The negative consequences of online surveillance are consistent media headliners cautioning users to be wise with their sensitive information. This research address both positive and negative outlooks of online surveillance. According to Lee Humphreys’ article “Who’s Watching Whom? A Study of Interactive Technology and Surveillance”, a yearlong experiment explored how people think about privacy and surveillance when using mobile social networks (Humphreys 2011, 575). In examining Google’s Dodgeball, a mobile service like foursquare that allowed users to provide their location-based information with others, they discovered that “most informants were not concerned about privacy when using the mobile social network because they felt they were in control of their personal information” (Humphreys 2011, 576, 578). Researchers concluded there are three kinds of surveillance present in today’s social media era: voluntary panopticon, lateral surveillance, and self-surveillance (Humphreys 2011, 577).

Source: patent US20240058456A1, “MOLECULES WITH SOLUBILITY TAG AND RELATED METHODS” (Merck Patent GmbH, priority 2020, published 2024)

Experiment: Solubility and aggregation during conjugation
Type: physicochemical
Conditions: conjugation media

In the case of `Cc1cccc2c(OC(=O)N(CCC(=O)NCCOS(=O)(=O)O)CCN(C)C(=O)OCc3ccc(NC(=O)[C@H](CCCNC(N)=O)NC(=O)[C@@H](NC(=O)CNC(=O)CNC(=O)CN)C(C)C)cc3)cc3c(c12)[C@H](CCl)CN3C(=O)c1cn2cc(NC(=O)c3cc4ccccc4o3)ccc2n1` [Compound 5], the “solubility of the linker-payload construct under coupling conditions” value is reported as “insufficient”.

This study thoroughly deepens the understanding of modern privacy by …